PAM vs. PIM: Privilege By Any Name Is A Priority

By   ISBuzz Team
Writer , Information Security Buzz | Dec 20, 2018 03:15 pm PST

Privileged accounts, credentials and secrets – and the access they provide – represent the largest security vulnerability that enterprises will face today. Nearly all of the most destructive cyber attacks this decade were executed by successfully exploiting privileged access. As such, managing and securing privilege is increasingly an organisational priority and a core component of an effective cyber security strategy. But, knowing where to start can be confusing. The market offers an ‘acronym soup’ of different terms and tools for addressing privileged access security. For example, consider Privilege Access Management, aka ‘PAM’, and its close associate, Privilege Identity Management, aka ‘PIM’.

At the end of the day, privilege by any name is a priority. There is common ground found within the category, with recommendations for best practices and vendor selection provided by trusted industry analysts such as Forrester, Gartner, IDC and KuppingerCole. Vendors who fall into PAM or PIM categories typically offer the following capabilities:

  • Vault and rotate passwords and other credentials,
  • Isolate, monitor, record and audit privileged sessions,
  • Control privileged commands, actions and tasks, including privilege delegation and elevation
  • Leverage analytics to monitor for anomalous activities involving privileged access
  • Manage and broker credentials and secrets for applications from traditional commercial off-the-shelf applications to new cloud-native applications built using DevOps tools and methodologies

Of course, what ultimately matters across these five areas of privileged access will depend on the priorities of your business and your current security practices within your organisation. As it relates to analytics, some analysts do not consider this to be a separate capability. They instead cover analytics as a feature that enhances vaulting, session isolation and the control of privileged sessions.

The degree of emphasis placed on securing the credentials used by DevOps tools and cloud-native applications vs. traditional commercial off-the-shelf applications depends upon the analyst firm. But at the end of the day, security and audit teams need to have complete visibility of cloud admin and privileged user activities. An ideal solution for them would provide an application-aware architecture that can observe user interactions within both cloud platforms and web applications, detect and alert on potential attacks in the event of high-risk or malicious activity, and create a detailed audit of all session activities. Furthermore, an integration with an analytics tools for privileged threats would provide a risk scoring that allows organisations to pre-define high-risk activity and assign it to privileged activity in real time. By assigning risk-based scoring to privileged sessions, audit teams can prioritise and streamline the audit review process based on risk, versus randomly reviewing privileged sessions in hopes of catching something high-risk or malicious. This type of solution provides a single pane of glass view to prevent and detect attacks involving privileged access across on-premises, hybrid and cloud environments; and also integrates with leading Security Information and Event Management (SIEM) platforms.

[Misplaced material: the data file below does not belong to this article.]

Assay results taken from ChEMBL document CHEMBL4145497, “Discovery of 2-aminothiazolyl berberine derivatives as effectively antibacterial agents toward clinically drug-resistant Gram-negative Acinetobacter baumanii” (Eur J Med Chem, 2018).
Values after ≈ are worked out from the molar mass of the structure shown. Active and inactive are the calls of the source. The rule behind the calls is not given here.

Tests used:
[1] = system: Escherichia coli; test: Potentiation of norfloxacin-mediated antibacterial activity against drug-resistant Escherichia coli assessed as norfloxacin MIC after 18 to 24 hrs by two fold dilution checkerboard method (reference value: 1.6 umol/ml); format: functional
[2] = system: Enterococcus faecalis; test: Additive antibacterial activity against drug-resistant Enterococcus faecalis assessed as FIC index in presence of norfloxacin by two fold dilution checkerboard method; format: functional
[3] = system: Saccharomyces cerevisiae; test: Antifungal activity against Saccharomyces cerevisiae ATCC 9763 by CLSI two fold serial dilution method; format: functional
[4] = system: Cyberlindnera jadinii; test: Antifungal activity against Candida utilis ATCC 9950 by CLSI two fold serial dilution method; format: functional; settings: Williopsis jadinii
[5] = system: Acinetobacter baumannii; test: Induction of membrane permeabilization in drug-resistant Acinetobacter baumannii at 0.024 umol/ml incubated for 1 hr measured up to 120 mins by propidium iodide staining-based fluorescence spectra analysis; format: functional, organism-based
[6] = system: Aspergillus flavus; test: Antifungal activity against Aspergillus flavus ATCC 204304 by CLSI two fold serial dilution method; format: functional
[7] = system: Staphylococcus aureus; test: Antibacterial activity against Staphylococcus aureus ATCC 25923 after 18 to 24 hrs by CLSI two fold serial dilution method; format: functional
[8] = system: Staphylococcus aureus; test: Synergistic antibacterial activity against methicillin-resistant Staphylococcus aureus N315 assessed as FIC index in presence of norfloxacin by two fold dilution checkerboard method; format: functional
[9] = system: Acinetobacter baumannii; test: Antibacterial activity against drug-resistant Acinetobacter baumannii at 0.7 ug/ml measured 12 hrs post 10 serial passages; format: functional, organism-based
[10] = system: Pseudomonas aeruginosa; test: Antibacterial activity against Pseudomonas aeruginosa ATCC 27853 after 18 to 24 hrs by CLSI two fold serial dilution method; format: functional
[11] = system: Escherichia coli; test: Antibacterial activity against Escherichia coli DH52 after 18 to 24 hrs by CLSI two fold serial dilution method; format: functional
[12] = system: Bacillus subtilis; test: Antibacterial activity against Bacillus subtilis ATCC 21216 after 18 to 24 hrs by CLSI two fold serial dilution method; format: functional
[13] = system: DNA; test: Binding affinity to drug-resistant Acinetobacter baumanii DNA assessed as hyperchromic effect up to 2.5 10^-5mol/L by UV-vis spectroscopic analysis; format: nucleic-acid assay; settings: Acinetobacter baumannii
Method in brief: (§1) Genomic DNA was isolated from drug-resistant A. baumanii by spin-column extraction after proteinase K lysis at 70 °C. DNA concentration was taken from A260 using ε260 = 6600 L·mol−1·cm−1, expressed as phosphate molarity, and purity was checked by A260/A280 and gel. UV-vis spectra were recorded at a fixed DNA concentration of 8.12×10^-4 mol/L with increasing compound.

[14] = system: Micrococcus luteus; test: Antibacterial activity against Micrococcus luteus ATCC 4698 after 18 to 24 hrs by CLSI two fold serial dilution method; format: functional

Interestingly, managing privilege for end-user endpoints (aka workstations) is not included on the list above since not all analysts consider this part of the PAM or PIM category. That being said, many vendors who fall into the PAM or PIM category offer solutions that limit privilege on end-user endpoints, especially since many attacks involving privileged access start there.

It’s time to put semantics aside and focus on what’s truly important: securing privileged access across your enterprise through solutions that provide a critical layer of IT security to protect data, infrastructure and assets across the enterprise, in the cloud and throughout the DevOps pipeline. This is the most crucial step to ensure you can reduce risk from external attackers or malicious insiders and launch new initiatives – such as investing in modern infrastructure and supporting digital transformation strategies – with confidence.

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